That is to say: There's a lot of pressure on these two to make it work. Will they?
Before we get into any predictions, it's important to note that no one can say with absolute certainty whether an individual couple will have a successful marriage, or whether they'll get divorced. The findings and observations below apply to couples in general.
That said, here's what the science has to say about the future of a couple like Prince Harry and Markle:
Markle is 36 years old; Prince Harry is 33.
According to Nicholas Wolfinger, a professor at the University of Utah, the odds of divorce are relatively high for couples who get married in their teens or after age 32. After age 32, Wolfinger found, your odds of divorce increase by about 5% every year.
Markle's parents, Doria Ragland and Thomas Markle, divorced when Markle was six years old. Prince Harry's parents, Prince Charles and Princess Diana, when Prince Harry was 11. (His mother died in a car crash the following year.)
As Business Insider's Rebecca Harrington reported, experiencing divorce as a child isn't exactly what predicts breakups later on. Instead, according to a 2015 study published in the journal Marriage and Family Review, kids who experience lots of family conflict are more likely to divorce as adults.
In other words, if parents get divorced and things subsequently calm down in the household, kids could fare better than if their parents stay married and continue to fight.
It's unclear how much family conflict Markle and Prince Harry experienced when they were younger, so it's hard to infer much from the fact of their parents' divorces.
Markle was previously married, to film producer Trevor Engelson.
Research suggests that second and third marriages are more likely to end in divorce than first marriages. There are a number of potential reasons why. For example, someone who survived one divorce may be more likely to initiate another, since it's not as scary. "It’s now the 'devil you know': if you’ve been through it once before, you know you can do it again," marriage and family therapist Virginia Gilbert told HuffPost.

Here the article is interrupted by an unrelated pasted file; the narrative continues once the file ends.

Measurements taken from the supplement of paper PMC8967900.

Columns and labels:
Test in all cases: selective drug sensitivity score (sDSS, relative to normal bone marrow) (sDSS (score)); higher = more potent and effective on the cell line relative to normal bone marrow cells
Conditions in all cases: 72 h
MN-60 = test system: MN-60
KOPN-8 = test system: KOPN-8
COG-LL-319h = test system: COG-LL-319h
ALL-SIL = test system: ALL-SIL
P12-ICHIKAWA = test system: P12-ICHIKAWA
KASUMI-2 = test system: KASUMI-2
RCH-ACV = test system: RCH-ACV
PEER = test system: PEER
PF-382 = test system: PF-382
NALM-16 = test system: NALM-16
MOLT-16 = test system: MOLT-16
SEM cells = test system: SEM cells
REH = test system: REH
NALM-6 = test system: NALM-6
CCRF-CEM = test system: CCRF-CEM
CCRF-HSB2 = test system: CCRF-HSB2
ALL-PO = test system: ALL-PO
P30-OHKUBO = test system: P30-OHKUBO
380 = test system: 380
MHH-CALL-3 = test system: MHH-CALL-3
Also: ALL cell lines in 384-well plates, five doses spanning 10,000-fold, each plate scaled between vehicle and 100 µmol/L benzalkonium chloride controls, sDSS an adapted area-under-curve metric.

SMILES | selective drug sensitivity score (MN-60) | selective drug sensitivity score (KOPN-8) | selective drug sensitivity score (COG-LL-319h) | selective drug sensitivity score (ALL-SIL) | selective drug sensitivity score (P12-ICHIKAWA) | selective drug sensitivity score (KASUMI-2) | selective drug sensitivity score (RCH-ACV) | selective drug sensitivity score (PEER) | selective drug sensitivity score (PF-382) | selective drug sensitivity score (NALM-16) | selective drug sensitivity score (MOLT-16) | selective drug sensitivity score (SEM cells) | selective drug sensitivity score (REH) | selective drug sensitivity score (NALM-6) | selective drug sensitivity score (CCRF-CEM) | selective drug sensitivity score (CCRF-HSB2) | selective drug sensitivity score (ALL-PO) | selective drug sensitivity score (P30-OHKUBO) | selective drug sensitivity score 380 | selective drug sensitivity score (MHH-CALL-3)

Markle and Prince Harry were much more affectionate during their engagement interview than both Prince William and Kate Middleton and Prince Charles and Princess Diana. They held hands, giggled, and gazed lovingly into each other's eyes. By contrast, the other two couples barely touched or looked at each other.
One study, published in the journal Interpersonal Relations and Group Processes in 2001, found that this type of behaviour tends to predict the dissolution of the relationship. The authors write: "As newlyweds, the couples who divorced after 7 or more years were almost giddily affectionate, displaying about one third more affection than did spouses who were later happily married."
It's so important that we'll say it again: There is no Magic 8 ball for any marriage. There are myriad factors that predict a couple's happiness and stability, way beyond the ones we've covered here.
It's also worth noting that Prince Harry and Markle appear to be on the same page when it comes to their values and goals, which is important for any relationship.
In their engagement interview, Markle said, "It was really one of the first things we connected on, it was one of the first things we started talking about when we met, was just the different things that we wanted to do in the world and how passionate we were about seeing change.